Students Study STRANGE WEATHER in Trinity’s Idea Translation Lab

Posted on: 28 January 2014

Trinity College Dublin’s Science Gallery and the Innovation Academy have joined forces to deliver a 12-week Idea Translation Lab on the theme of STRANGE WEATHER. Starting this month, the course, which is part of Trinity’s broad curriculum, aims to provide science, humanities and art undergraduate students with the possibility of collaborating and creating projects together.

Throughout the course, 30 students will delve deeper into the STRANGE WEATHER theme, producing group projects inspired by the intersecting points between science, art and design, linked into the flagship exhibition at Science Gallery this summer.

The course combines science, art, design, innovation and entrepreneurship and is populated with contributors from a wide variety of disciplines including astrophysics, commercial weather forecasting, fine art, design, and social and cultural innovation.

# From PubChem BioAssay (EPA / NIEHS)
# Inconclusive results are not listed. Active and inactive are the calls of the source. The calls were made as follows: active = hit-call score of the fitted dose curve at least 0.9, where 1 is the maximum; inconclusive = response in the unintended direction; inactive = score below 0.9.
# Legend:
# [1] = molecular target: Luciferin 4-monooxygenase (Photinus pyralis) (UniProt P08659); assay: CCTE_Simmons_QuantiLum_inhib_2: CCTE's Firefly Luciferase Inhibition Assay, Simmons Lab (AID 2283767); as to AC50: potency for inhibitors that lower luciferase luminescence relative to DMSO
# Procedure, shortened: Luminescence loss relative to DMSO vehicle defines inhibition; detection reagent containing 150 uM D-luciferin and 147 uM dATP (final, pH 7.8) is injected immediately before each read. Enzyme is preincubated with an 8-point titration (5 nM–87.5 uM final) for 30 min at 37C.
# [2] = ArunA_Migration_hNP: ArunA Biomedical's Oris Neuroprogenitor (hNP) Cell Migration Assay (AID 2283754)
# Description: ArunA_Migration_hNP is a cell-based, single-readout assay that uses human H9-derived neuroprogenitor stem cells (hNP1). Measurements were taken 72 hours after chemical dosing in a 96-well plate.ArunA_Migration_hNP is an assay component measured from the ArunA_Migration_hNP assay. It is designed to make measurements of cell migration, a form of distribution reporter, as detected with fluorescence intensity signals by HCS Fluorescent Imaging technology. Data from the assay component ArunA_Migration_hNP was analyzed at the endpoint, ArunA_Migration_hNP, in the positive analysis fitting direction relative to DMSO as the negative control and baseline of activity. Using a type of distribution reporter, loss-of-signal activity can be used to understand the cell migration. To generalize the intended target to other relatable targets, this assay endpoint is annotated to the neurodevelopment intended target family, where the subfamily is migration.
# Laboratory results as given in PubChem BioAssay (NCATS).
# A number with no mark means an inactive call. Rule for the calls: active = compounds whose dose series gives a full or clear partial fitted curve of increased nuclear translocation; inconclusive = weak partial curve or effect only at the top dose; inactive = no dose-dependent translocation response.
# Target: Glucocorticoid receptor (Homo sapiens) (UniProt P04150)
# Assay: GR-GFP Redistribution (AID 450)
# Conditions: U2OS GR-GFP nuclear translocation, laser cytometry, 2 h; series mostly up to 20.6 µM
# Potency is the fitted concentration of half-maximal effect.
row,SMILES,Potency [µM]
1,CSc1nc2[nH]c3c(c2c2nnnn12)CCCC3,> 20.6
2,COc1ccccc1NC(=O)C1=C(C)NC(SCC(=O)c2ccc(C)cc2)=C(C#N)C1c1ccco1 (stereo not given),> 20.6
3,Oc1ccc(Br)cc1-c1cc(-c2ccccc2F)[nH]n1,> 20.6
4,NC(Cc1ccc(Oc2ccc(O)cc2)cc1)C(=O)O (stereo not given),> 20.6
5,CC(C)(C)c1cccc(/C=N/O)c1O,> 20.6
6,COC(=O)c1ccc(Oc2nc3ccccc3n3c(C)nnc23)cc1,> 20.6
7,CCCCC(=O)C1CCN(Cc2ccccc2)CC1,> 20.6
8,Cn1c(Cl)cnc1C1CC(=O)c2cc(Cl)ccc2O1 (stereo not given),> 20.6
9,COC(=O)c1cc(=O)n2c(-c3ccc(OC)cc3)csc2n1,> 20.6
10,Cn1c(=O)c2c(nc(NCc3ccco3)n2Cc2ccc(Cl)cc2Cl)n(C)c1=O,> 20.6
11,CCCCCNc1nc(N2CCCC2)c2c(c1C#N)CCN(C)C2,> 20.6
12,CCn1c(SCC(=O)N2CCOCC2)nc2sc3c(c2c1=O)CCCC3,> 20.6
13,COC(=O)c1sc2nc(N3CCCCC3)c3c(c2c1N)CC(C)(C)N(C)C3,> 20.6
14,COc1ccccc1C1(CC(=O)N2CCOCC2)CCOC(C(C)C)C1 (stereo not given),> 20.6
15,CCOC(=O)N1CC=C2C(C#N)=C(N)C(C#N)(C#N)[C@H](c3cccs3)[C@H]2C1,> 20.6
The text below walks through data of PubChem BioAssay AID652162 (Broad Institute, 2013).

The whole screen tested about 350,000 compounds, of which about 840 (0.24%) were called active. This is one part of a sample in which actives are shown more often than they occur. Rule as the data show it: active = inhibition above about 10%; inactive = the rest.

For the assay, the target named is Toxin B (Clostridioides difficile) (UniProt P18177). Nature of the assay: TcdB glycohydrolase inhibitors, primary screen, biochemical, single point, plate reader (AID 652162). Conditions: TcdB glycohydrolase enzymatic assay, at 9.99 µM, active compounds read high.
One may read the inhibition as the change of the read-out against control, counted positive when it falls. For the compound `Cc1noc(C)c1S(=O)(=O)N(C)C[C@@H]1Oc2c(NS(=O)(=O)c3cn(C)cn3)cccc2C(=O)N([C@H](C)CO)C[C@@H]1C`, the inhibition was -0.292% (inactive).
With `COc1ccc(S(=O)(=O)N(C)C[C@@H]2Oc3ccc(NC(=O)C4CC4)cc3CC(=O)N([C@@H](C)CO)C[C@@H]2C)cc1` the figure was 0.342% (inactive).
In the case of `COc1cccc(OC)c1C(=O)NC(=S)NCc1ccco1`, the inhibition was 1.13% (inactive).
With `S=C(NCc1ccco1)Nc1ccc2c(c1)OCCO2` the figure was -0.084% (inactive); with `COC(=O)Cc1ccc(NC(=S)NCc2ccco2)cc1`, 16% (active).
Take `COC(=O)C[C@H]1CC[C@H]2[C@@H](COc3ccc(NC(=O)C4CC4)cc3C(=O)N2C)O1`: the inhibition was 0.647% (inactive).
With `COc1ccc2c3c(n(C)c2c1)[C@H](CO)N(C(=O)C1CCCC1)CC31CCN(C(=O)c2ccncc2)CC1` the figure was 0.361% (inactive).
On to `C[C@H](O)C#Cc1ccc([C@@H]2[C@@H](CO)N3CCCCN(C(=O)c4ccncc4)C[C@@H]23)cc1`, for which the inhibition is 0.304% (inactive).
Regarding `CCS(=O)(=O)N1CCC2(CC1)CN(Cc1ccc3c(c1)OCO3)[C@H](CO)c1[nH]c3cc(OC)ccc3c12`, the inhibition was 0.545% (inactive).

During the course, students will address challenging questions about climate change and how we sustain our society and its energy demands in a future of STRANGE WEATHER. Students will learn how to apply collaborative design and entrepreneurial skills to produce projects with real-world outcomes with impacts along three axes: social, cultural and commercial.

Furthermore, the course encourages students to reflect critically on the broader perspectives around the cultural, ethical and economic role of science in society including science policy and the commercialisation of new ideas. The programme has attracted contributions from a wide range of organisations and individuals including Met Éireann, WeForest, Shabra Recycling, MeteoGroup, Urban Farm, Coillte, Failte Ireland, Focus Ireland, the artist community and many academics from departments across Trinity.

The programme is modelled on, and linked to, the Harvard University Idea Translation Lab and consists of blended lectures and labs. The initiative is supported by the NTR Foundation and part of the EC FP7 funded Studiolab project.